What does UDP mean?

UDP explained

UDP stands for User Datagram Protocol, and it is a popular communications protocol that offers a high-speed solution. It is used for producing low-latency and loss tolerating connections between the different applications on the Internet.

User Datagram Protocol boosts the speed of the communication process by allowing the transfer of data before the receiver provides an agreement. For that reason, User Datagram Protocol is the preferred option for time-sensitive communications, such as Domain Name System (DNS) lookup, Voice over IP (VoIP), video or audio transmissions.

How does it work?

UDP divides each message into multiple packets named datagrams and transfers them over the different network devices, like routers, switches, security gateways, until they reach their target host or server.

For distinguishing the queries of the users, each datagram holds a header with precise port numbers. In addition, it provides a checksum choice, which serves for verifying that the data transfer is complete. That is essential because User Datagram Protocol splits the messages, yet it doesn’t put them back together, and it doesn’t number them.

The most attractive feature of User Datagram Protocol is exactly that it offers high-speed communication. That is due to the fact it is a connectionless protocol. It boosts the speed of the transfer, but packets can get lost, and there is a potential for a DDoS attack to occur.

Applications relying on UDP

UDP and DNS 

DNS (Domain Name System) implements a group of different protocols, and one of the essential ones is exactly the User Datagram Protocol. Here are some of the key reasons why DNS uses User Datagram Protocol:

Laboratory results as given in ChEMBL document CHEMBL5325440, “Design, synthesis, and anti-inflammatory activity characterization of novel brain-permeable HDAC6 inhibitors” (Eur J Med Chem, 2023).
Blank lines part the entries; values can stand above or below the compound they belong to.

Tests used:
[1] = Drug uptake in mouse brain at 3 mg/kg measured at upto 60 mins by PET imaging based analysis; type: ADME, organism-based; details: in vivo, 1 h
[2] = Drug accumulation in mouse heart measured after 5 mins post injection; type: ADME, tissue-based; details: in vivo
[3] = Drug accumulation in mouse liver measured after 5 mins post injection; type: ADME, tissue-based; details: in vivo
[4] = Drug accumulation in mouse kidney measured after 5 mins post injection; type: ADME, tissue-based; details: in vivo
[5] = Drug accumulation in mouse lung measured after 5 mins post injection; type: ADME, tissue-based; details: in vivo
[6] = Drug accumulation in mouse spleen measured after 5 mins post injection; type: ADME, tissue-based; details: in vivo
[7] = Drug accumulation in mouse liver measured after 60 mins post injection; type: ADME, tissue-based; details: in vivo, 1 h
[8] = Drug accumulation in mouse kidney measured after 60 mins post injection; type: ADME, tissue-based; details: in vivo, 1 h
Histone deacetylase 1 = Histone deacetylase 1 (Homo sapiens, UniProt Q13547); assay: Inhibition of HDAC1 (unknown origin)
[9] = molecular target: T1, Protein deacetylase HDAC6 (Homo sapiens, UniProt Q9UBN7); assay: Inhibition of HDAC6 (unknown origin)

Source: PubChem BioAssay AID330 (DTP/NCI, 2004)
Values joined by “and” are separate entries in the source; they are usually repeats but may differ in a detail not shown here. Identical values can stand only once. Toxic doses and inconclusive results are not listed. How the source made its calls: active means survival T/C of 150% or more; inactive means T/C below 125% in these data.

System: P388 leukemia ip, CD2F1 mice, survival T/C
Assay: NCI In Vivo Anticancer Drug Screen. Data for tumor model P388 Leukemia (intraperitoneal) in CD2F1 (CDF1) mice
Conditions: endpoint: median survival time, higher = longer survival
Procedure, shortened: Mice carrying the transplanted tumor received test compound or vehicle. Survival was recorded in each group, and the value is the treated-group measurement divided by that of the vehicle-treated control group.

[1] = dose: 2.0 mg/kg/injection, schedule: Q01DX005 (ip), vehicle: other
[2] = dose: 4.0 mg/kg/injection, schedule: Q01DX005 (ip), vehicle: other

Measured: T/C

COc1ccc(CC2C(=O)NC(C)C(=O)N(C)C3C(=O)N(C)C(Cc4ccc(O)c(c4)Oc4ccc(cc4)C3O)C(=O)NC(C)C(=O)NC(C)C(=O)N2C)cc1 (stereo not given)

• Thanks to User Datagram Protocol, DNS optimizes its work by implementing it for sending small data packets. That is very beneficial for the process of DNS resolution. The DNS queries for DNS data (DNS records) are mostly small, and UDP is able to transfer them quickly. 
  • DNS provides quick answers because UDP allows the transfer of data without completing a handshake process. The Domain Name System values that!
  • User Datagram Protocol is able to support a large number of DNS users simultaneously, thanks to the absence of connection conditions. On the other side, for instance, TCP has Receive and Send buffers.


UDP and TCP are probably the most popular protocols out there. Both of them run on top of IP – UDP/IP and TCP/IP. Yet, they are very different.

  • UDP is connectionless, and TCP is a connection-oriented protocol.
  • TCP is considered a reliable protocol because it ensures the delivery of data packets. UDP does not guarantee the delivery of the packets.
  • TCP implements a three-way-handshake procedure. UDP does not wait for agreement.
  • UDP is way quicker than TCP. That is because it does not involve error checking, flow control, or guarantee. 
  • TCP includes a flow control mechanism that does not allow a lot of packets to be sent to the destination simultaneously. User Datagram Protocol does not follow such a mechanism.

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